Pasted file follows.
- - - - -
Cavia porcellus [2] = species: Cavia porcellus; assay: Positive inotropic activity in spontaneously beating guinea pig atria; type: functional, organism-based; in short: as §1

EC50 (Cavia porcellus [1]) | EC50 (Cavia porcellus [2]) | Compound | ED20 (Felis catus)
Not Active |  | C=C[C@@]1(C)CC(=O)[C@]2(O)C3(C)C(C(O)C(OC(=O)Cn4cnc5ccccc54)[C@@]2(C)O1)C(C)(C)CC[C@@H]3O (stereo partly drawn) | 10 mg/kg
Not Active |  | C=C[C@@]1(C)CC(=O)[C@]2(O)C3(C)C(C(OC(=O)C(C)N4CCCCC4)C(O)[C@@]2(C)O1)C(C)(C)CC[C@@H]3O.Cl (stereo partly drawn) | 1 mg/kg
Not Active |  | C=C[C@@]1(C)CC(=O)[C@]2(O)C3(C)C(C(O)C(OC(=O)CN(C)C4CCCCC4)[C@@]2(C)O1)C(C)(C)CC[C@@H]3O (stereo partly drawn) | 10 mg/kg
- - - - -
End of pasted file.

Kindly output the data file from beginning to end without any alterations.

Cavia porcellus [2] = species: Cavia porcellus; assay: Positive inotropic activity in spontaneously beating guinea pig atria; type: functional, organism-based; in short: as §1

EC50 (Cavia porcellus [1]) | EC50 (Cavia porcellus [2]) | Compound | ED20 (Felis catus)
Not Active |  | C=C[C@@]1(C)CC(=O)[C@]2(O)C3(C)C(C(O)C(OC(=O)Cn4cnc5ccccc54)[C@@]2(C)O1)C(C)(C)CC[C@@H]3O (stereo partly drawn) | 10 mg/kg
Not Active |  | C=C[C@@]1(C)CC(=O)[C@]2(O)C3(C)C(C(OC(=O)C(C)N4CCCCC4)C(O)[C@@]2(C)O1)C(C)(C)CC[C@@H]3O.Cl (stereo partly drawn) | 1 mg/kg
Not Active |  | C=C[C@@]1(C)CC(=O)[C@]2(O)C3(C)C(C(O)C(OC(=O)CN(C)C4CCCCC4)[C@@]2(C)O1)C(C)(C)CC[C@@H]3O (stereo partly drawn) | 10 mg/kg